When they arrived at the apartment, she was terrified, realizing something was very wrong. The derelict apartment was occupied by other Syrian girls, similarly deceived. It was then the aid worker threatened to tell her father lies about what she was doing in Beirut if she did not agree to have sex with his friends. He would pay her 1,000 Syrian Liras, the equivalent of USD 20, for each sexual favor. She found out "some clients paid more if the girl was a virgin. Those were the young ones, sometimes brought in by their own father."
I was shocked, saddened and disgusted by this obvious exploitation of refugees, especially by those supposedly providing 'aid'.
Manal went quiet and I could see she was a destroyed soul, yet another victim of the war. Before continuing, she looked around, still fearful that the wrong person might hear her story. She jokingly said, "Are you going to write my story in your book?" I replied, "Only if you want me to." Taking a deep breath she answered that it would be okay as long as the names were changed.
She went on to tell me that "the first few times, I would cry when these men touched me. Then I got used to it. Some men would beat me, others were nicer. Although we were not allowed to take payment from them (we were paid by the men that took us to them) some secretly gave me money."
Manal was saving this money to bring her family to Beirut. When they talked on the phone she would lie, telling them she was happy. Apparently there was no need to lie - the only thing they cared about was the money she was sending.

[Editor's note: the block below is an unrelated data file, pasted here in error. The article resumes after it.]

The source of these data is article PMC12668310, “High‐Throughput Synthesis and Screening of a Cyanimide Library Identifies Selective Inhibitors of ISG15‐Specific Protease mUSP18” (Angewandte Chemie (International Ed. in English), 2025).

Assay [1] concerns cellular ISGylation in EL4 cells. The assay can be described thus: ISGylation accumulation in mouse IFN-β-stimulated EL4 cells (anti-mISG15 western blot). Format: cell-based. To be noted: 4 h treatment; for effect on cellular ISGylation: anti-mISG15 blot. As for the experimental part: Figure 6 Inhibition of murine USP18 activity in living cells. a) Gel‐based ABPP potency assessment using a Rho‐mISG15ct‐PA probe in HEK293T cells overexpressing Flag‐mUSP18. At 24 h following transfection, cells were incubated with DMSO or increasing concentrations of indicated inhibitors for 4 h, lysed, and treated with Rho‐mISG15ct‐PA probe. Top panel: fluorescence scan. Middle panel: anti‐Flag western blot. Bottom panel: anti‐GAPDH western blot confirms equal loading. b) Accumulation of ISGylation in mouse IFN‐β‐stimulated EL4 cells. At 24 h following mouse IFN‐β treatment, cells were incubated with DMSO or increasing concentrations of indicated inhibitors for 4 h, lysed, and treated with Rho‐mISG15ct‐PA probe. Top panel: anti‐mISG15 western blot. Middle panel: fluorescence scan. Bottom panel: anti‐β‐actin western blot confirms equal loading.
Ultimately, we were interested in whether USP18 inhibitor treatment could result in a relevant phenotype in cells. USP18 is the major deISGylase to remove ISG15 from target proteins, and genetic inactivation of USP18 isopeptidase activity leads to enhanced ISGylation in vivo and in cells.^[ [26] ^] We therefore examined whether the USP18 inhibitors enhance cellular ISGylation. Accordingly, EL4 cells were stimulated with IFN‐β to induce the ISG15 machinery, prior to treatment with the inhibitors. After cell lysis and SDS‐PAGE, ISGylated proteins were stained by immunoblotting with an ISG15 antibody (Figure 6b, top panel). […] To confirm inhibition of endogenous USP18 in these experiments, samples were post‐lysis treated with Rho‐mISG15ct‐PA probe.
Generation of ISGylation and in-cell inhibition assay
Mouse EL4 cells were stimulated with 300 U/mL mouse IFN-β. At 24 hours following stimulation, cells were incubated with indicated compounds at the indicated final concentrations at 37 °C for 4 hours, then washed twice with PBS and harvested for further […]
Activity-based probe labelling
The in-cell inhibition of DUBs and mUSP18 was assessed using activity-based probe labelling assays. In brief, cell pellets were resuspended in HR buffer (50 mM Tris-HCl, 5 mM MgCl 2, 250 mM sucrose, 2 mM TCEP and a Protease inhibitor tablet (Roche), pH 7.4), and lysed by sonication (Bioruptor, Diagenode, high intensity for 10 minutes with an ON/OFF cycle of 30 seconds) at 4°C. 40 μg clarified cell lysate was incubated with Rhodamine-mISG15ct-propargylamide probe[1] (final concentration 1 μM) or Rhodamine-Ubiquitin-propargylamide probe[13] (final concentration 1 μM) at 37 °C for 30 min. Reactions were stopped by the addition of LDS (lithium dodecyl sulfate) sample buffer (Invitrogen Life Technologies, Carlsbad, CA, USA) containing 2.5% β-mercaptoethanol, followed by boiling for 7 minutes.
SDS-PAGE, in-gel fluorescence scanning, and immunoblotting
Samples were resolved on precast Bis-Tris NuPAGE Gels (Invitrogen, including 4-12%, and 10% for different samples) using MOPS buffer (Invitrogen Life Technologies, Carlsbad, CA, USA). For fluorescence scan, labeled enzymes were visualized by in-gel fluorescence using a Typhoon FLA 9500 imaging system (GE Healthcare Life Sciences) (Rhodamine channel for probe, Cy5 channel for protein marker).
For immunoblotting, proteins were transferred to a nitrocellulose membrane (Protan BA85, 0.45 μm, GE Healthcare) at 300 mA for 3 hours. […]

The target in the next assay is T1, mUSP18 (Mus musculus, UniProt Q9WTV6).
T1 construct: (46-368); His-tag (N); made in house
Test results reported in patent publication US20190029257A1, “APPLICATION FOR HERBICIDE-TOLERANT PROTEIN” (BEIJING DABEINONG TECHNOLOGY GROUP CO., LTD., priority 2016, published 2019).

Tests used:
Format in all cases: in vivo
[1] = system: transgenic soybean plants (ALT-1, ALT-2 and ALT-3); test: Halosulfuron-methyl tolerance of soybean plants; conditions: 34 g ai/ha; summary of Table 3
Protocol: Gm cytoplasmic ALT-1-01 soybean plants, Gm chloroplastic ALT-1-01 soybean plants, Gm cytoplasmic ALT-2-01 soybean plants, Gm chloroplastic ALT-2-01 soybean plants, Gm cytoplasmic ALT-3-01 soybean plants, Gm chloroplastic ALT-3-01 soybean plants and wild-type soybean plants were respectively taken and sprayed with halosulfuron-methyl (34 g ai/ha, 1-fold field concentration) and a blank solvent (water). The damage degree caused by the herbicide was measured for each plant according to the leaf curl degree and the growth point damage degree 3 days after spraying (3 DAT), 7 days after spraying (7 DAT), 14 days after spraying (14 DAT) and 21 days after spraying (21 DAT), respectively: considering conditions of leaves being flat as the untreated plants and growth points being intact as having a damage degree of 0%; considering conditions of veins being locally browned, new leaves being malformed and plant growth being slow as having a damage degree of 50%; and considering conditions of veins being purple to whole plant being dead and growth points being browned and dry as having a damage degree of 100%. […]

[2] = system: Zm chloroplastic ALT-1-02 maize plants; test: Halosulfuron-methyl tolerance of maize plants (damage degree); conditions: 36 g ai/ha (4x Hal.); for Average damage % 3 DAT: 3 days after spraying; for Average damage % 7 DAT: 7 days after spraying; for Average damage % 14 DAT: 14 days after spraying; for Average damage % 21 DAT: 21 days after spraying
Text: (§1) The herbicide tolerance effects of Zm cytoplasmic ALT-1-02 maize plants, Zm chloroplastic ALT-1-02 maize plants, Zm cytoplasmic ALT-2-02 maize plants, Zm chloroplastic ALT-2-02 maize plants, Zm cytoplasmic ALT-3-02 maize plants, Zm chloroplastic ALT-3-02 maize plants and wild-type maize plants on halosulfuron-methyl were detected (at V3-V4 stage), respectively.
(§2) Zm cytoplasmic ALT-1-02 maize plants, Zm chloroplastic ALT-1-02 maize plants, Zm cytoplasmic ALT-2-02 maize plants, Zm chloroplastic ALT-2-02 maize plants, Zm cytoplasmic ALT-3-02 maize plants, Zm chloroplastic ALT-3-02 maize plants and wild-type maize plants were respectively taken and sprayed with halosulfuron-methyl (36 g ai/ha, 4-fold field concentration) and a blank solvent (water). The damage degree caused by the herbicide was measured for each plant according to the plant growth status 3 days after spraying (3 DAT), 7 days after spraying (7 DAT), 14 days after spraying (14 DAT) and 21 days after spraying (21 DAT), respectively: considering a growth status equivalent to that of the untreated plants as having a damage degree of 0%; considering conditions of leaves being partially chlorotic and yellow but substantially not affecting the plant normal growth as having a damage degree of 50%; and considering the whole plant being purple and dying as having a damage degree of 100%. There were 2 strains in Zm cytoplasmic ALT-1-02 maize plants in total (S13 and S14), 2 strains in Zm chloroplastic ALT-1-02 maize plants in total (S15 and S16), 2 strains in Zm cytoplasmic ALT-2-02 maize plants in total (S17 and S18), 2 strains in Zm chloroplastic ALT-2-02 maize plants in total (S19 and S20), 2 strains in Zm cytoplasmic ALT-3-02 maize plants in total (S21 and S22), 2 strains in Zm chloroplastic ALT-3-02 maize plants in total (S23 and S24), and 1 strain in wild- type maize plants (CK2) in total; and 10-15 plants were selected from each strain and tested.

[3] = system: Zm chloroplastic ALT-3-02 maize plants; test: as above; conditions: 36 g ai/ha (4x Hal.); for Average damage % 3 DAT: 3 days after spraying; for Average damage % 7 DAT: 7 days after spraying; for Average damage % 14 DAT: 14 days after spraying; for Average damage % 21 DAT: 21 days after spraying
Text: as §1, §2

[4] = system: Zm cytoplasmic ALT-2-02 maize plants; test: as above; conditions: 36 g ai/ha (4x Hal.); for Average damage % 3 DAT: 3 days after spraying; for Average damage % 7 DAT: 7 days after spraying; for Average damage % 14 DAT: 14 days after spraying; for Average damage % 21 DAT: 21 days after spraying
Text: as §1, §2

As the months passed, Manal got used to maneuvering the dark path she was forced to travel until the day when one of her pimps beat her badly. She made a run for it and escaped. In the meantime, the aid worker made good on his threat, telling her family what she was really doing. I was shocked to hear what happened next. Her father did not seem to mind how she made a living, as long as she kept sending money home. He even tried to find her after she escaped so the handouts would continue. Knowing only one way to earn money, Manal started going to bars and nightclubs to find her own clients, someday doubling her previous earnings, other days not earning a thing.
Obviously emotional and somewhat drunk, she turned to me and said, "Now do you want to take me back to your hotel tonight, or should I go start my shift?" I set her straight on my intention, "we are just two people having a beer and talking in a bar". She smiled and thanked me for the drinks. I asked if she would be there the next day around the same time. She nodded her head, ending our conversation with, "I will see you tomorrow", leaving the table to talk to other men.
Walking back to my hotel, I was lost in thought. Humanity seems to repeat its mistakes: the focus on refugees continues along the path of providing aid in the form of food and clothing. This action is unsustainable and turns communities into victimized individuals who inevitably begin to feel subhuman. Fostering that feeling makes it easier for those with ulterior motives to exploit the weak for their own profit. Case in point the aid worker, preying on young girls.
Besides food and clothing, if programs and workshops were set up for refugees, displaced people could earn money and subsequently take pride in becoming active economic contributors.
We must also question the Syrian revolution that once upon a time, the world saluted in support. Had it been an organized and civilized movement, there would not be millions of displaced people living in harsh conditions.
When I returned to the bar the next day, there was no sign of Manal. I wondered if she was with a client. Perhaps someone overheard her story and she was in prison. In the last two years, the Lebanese Police reported that 255 people, mostly Syrian women, have been arrested on prostitution charges.
It became clear to me: where aid fails, vulnerability thrives.